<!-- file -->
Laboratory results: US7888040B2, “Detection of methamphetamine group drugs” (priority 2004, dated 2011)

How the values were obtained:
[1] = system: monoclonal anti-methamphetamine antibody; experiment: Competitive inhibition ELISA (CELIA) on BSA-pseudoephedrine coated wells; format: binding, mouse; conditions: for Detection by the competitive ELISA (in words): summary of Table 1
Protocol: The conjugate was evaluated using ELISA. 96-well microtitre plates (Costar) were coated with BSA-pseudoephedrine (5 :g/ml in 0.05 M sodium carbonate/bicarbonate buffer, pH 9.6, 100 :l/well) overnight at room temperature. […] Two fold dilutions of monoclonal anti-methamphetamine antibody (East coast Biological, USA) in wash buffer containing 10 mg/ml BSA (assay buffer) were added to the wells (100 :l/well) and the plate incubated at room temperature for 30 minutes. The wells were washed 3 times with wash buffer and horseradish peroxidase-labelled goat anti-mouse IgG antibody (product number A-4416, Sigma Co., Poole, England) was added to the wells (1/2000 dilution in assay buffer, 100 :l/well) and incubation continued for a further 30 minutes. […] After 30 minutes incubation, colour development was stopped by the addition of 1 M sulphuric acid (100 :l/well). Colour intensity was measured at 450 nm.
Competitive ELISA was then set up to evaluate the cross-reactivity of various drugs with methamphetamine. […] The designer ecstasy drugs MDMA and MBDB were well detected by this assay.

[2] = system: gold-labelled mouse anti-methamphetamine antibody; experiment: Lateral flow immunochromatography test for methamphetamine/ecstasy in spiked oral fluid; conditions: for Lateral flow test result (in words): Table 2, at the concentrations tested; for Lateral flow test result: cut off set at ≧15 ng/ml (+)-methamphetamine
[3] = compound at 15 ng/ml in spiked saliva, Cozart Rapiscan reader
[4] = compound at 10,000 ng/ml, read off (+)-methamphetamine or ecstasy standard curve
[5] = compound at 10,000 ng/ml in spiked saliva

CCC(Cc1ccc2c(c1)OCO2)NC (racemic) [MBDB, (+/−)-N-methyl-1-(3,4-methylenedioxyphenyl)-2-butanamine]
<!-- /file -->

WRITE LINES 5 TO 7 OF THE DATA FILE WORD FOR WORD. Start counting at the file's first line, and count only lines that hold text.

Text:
Competitive ELISA was then set up to evaluate the cross-reactivity of various drugs with methamphetamine. […] The designer ecstasy drugs MDMA and MBDB were well detected by this assay.

[2] = system: gold-labelled mouse anti-methamphetamine antibody; experiment: Lateral flow immunochromatography test for methamphetamine/ecstasy in spiked oral fluid; conditions: for Lateral flow test result (in words): Table 2, at the concentrations tested; for Lateral flow test result: cut off set at ≧15 ng/ml (+)-methamphetamine
[3] = compound at 15 ng/ml in spiked saliva, Cozart Rapiscan reader